The finesse and soul of Terry Robb’s “How a Free Man Feels” is apparent from the first. He doesn’t make any hamfisted efforts to ground his latest single, taken from the new album Confessin’ My Dues, in melodramatic production trickery but, instead, opts for a polished and professional tone that never sacrifices authenticity. It’s a solo performance featuring nothing more than Robb’s voice, lyrics, and his distinctive fingerpicking guitar style – but it doesn’t need any more than that. Robb, with these spartan elements, accomplishes more than many full bands working a similar style even approach. It’s the latest pinnacle in a four decade long musical career that has seen Robb perform and tour with some of the biggest marquee names in the music world and illustrates how passion and talent can deepen rather than fade with the passage of time.
His voice isn’t the gravel-laden blues yowl of Delta originators or their electrified Chicago offspring, but it is more than well equipped to demand your attention. He has a low-key soulfulness to his singing that helps listeners suspend disbelief and brings them into his world with ease. I like his phrasing a great deal – he makes the climatic line of the traditional three line blues verses mean a great deal without overemphasizing their primacy in the composition and the feeling he puts into his vocal makes the track all the more satisfying for listeners. The writing never overreaches. The song is written from a first person perspective, as most great blues songs are, and Robb creates a convincing voice for the listener without relying on a host of well worn tropes to win the audience’s confidence.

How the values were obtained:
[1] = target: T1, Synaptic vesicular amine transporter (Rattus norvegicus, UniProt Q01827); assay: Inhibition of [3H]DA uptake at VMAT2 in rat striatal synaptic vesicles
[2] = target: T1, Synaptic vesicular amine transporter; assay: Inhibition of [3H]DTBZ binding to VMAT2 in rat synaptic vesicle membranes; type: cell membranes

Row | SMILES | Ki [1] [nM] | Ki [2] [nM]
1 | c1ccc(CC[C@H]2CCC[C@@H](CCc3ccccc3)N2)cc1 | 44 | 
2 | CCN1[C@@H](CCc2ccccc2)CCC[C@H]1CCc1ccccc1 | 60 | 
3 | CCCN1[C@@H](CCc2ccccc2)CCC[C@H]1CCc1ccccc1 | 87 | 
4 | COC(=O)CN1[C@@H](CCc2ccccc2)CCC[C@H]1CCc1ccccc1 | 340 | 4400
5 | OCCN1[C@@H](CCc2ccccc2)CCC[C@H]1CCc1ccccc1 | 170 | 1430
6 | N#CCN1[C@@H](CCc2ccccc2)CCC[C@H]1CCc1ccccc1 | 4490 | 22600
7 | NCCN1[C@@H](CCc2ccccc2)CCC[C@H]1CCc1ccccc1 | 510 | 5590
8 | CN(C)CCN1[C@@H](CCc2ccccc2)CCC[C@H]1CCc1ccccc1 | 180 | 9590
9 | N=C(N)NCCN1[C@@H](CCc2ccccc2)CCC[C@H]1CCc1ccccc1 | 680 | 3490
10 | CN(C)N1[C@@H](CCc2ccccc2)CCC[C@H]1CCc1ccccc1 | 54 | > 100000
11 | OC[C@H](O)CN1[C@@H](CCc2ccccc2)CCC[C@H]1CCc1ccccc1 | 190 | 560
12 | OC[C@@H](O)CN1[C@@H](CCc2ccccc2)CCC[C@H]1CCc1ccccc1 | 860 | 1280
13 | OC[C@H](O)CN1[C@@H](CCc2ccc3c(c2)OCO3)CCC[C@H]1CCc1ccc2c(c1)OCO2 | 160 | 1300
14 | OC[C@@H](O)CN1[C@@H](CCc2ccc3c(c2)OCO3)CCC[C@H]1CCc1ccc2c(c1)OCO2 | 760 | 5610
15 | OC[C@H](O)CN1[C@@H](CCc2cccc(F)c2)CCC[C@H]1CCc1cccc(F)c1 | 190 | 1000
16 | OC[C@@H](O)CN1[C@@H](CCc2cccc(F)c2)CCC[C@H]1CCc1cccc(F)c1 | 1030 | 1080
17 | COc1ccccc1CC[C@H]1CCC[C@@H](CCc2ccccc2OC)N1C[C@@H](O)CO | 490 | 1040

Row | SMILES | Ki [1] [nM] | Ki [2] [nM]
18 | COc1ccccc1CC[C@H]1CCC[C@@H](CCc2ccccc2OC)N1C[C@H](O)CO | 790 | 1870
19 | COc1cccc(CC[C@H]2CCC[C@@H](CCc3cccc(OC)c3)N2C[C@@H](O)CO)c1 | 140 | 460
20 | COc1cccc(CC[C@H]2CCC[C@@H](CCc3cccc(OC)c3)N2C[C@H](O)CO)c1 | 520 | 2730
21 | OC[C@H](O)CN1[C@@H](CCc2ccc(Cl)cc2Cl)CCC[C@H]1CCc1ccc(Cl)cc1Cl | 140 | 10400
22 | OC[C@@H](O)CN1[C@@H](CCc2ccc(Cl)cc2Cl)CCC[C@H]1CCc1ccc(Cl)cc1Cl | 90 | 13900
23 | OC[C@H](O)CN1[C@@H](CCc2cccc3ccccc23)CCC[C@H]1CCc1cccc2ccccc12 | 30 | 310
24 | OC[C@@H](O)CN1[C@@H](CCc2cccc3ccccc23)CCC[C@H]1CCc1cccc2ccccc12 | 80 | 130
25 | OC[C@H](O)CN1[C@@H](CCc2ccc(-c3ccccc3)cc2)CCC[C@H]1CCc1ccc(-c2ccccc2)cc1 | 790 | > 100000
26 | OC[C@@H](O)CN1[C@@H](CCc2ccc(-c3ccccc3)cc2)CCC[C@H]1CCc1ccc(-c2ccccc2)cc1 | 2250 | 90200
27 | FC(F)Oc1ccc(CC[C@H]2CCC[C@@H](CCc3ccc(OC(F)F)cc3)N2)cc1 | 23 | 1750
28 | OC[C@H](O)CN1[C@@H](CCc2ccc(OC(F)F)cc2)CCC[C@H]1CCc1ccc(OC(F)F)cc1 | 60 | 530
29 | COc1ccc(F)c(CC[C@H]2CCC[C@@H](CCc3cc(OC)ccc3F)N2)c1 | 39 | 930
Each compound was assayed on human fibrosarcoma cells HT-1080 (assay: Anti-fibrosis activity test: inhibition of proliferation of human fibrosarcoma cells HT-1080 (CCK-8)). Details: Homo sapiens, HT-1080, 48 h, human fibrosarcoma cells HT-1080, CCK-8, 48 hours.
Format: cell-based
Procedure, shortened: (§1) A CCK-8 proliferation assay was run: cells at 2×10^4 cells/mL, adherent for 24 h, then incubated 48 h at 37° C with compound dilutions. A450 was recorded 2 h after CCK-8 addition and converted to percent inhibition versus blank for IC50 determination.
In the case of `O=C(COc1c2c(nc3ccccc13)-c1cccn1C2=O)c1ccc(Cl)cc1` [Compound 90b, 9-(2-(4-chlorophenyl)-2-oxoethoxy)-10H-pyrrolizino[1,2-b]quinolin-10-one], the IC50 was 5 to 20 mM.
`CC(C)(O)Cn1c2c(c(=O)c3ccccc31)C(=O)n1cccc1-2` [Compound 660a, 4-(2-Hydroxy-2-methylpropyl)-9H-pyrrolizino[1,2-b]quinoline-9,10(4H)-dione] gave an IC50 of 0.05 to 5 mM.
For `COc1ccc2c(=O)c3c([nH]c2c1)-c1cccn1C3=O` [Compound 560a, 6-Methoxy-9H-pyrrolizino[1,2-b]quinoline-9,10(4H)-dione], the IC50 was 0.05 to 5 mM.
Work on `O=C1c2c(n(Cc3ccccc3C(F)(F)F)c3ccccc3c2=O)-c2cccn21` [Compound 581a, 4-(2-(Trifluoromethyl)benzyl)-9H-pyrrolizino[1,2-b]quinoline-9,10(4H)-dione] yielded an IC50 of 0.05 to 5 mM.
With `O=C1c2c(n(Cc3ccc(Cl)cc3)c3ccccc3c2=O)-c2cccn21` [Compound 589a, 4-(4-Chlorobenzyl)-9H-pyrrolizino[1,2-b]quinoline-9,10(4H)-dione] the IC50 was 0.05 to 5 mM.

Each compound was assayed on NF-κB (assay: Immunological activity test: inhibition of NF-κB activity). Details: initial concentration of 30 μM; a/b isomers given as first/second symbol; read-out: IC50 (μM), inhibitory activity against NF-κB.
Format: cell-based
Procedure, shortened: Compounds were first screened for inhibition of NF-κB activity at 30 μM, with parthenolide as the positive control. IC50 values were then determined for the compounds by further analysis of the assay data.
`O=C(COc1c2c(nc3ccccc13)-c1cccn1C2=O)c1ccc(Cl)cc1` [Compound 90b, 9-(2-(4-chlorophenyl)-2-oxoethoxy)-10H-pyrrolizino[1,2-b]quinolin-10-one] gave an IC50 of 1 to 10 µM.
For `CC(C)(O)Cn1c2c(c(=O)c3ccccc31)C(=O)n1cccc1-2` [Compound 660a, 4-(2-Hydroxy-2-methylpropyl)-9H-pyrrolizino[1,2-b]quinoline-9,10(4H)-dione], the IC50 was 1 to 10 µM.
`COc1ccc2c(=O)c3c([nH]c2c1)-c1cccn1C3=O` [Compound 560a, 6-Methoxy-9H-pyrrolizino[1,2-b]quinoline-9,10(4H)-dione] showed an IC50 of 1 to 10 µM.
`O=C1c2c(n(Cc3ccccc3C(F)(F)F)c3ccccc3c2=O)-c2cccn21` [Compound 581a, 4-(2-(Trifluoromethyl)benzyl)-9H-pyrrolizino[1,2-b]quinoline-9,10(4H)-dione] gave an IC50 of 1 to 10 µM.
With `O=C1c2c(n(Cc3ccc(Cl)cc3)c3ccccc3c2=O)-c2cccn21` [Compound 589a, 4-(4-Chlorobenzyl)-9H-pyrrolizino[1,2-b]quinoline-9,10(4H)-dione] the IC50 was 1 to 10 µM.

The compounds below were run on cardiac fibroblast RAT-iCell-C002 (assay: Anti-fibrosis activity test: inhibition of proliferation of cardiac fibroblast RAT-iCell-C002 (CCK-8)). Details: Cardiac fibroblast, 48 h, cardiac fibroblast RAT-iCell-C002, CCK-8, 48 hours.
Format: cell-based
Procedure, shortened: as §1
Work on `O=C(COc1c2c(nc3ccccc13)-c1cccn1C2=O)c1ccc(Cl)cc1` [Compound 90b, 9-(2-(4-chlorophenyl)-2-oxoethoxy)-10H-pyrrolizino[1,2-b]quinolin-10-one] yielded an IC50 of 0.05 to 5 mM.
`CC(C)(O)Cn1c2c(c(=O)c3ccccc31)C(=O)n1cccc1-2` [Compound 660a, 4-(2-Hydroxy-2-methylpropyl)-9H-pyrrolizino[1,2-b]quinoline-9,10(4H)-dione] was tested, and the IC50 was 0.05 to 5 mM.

There is no wasted motion – Robb never uses two or three words when one will do and the same focus defining the song’s music extends to this area of composition as well. Robb’s acoustic guitar playing is the critical piece of the puzzle and drives the song forward. He sets a mid-tempo pace with his fretwork and finger picking that fixes its attention on musicality rather than drawing from a bag of tricks in lieu of genuine substance. He shifts from one passage to the next with the surefooted skill of a long serving musician and, yet, the song has the spontaneity of a first take. It sounds like Robb walked into a recording studio with his guitar, sat down, told the producer to start recording, and cut this song in a single take.
The video reinforces that impression. It consists of nothing more than Robb positioned in front of an old fashioned looking microphone and the assorted close ups of his face tossed in for good measure underlines how much he gives of himself to the performance. There are no arresting visuals thrown in to spice up the clip – it has the same focus he brings to the song and makes the listening experience even more rewarding. Terry Robb has scored again with this single and it promises that his latest album release Confessin’ My Dues will find its place among the finest recordings of his musical career.